• Accessories: When it comes to metal roofing, there are a few extra pieces you’ll need to get the job done. In addition to the panels that make up the roof, you’ll also need clips, fasteners, underlayment, pipe boots, and sealant. Collectively, these items are known as accessories.
  • Metal coils and sheets – The continuous rolls of painted and/or treated metal are called coils. All roofs made from metals start as coils that are processed and roll formed into panels for installation.
  • Panels – Metal coils can be roll-formed into panels with the desired profile or ribbing structure. These panels can then be seamed together to form a metal roof.
  • Profile – Different shapes can be created with metal panels by varying their profiles. These profiles also affect how panels fit and connect to each other and how they are attached to a structure.
  • Rollforming machinery/equipment – Coil-forming machines shape metal coils into individual panels.
  • Seam – At their point of connection, two metal panels come together, forming a seam. This seam is created using a roll former and then held together through snapping or mechanical means.

Where To Use Metal Roofing

Many misconceptions exist about what types of buildings can benefit from a steel roof. While it’s true that this material is often used on large commercial structures, there are many different applications for steel roofing. A steel roof can benefit homes, architectural buildings, and agricultural structures. Let’s discuss some of the common uses and benefits of this type of roofing to help you make a more informed decision next time you’re considering a roofing project.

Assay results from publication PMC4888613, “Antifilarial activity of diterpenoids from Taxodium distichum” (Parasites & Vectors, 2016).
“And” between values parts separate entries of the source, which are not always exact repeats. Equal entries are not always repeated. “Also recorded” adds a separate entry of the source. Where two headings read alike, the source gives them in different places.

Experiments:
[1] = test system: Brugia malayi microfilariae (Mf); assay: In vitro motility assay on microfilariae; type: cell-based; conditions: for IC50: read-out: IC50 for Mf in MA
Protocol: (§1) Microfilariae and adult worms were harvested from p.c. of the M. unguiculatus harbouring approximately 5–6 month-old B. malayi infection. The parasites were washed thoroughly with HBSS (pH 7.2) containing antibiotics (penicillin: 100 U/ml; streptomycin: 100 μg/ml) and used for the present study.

Commercial Buildings

Metal roofing is becoming increasingly popular for commercial buildings due to its superior weather resistance to wind and water. In areas where hurricanes or other tropical weather is a concern, metal roofing can provide peace of mind that the roof will last and not need constant upkeep.

Common uses for metal roofing include:

  • Hotels
  • Schools and universities
  • Hospitals
  • Churches
  • Military structures
  • Government buildings
  • Stores
  • Restaurants
  • Offices

Residential Projects

As homeowners increasingly realize that metal roofing will save them money, they have been gaining popularity in recent years as homeowners become aware of their long-term benefits. While some may think metal roofs are only suitable for large buildings, they can be used on smaller structures like sheds or mailboxes. In addition, metal is often used as an accent or awning on roofs made of other materials. And when it comes to Norcross, roofing has started to trend to the metal side of things.…